|BOWEN, J - University Of Central Oklahoma|
|MECHAM, J - Retired ARS Employee|
|HAMLIN, M - University Of Central Oklahoma|
|HENDERSON, B - University Of Central Oklahoma|
|KIM, M - Oklahoma State University|
|MIRJANKAR, N - Oklahoma State University|
|LAVINE, B - Oklahoma State University|
Submitted to: Microchemical Journal
Publication Type: Peer Reviewed Journal
Publication Acceptance Date: 6/14/2011
Publication Date: 6/21/2011
Citation: Bowen, J., Mecham, J.0., Hamlin, M., Henderson, B., Kim, M., Mirjankar, N., Lavine, B.K. 2011. Development of field-deployable instrumentation based on “antigen–antibody” reactions for detection of hemorrhagic disease in ruminants. Microchemical Journal.
Interpretive Summary: Rapid diagnostic tests to detect blue tongue virus (BTV) and epizootic hemorrhage disease virus (EHDV) in wild and domestic animals is critical for identification and control of disease outbreaks. A biosensor was designed to detect virus antigen and antibody to virus from animal samples in 20 min. The antigen biosensor was able to detect and differentiate between the two closely related viruses. The antibody biosensor was able to detect antibody but could not differentiate between the two viruses.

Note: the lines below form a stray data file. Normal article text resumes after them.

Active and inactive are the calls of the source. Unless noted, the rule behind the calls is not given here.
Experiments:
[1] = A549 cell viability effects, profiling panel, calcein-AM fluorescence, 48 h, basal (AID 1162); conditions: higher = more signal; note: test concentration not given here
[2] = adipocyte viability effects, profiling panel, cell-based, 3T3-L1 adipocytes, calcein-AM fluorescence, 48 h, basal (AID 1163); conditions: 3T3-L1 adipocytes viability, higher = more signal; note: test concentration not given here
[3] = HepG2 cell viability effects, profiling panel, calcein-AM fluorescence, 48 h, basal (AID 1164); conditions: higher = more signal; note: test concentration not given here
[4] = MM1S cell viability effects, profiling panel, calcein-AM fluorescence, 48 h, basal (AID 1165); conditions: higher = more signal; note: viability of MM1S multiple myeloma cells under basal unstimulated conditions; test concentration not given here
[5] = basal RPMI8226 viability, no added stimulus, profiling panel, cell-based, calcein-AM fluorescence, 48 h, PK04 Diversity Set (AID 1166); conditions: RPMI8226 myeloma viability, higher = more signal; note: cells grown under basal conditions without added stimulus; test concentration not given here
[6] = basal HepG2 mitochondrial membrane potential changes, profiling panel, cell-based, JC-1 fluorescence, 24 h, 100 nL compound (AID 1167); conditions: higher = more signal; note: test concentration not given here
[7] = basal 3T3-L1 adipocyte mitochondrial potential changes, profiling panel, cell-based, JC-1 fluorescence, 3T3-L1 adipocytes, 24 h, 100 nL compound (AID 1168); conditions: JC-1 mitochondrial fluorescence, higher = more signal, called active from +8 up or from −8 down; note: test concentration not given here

Technical Abstract: Development of field-deployable methodology utilizing antigen–antibody reactions and the surface Plasmon resonance (SPR) effect to provide a rapid diagnostic test for recognition of the blue tongue virus (BTV) and epizootic hemorrhage disease virus (EHDV) in wild and domestic ruminants is reported. A Spreeta chip, which utilizes microelectronic technology to implement the SPR effect, is shown to possess sufficient sensitivity and operating speed to detect either BTV and EHVD antigens or antibodies in real time. The biosensor consists of an outer active surface layer comprised of either an antibody or antigen immobilized by covalent bonds through several other organic layers including a self assembled monolayer to a gold surface. Parallel experiments were run on the biosensor surface using either a home-built high resolution SPR instrument or a low resolution solid state Spreeta SPR chip. Both instruments were capable of monitoring the antigen–antibody reaction used to selectively detect the presence of BTV and EHDV viral pathogens. Results for the antibody and antigen reactive layers with antigen or antibody solutions as well as the modeling of these layers are discussed. The characteristics of these biosensors – specificity and time of reaction – were assessed. The antibody surface biosensors exhibited a high degree of specificity, even when using low resolution instrumentation. The time of analysis was under 20 min, which was the arbitrary exposure time.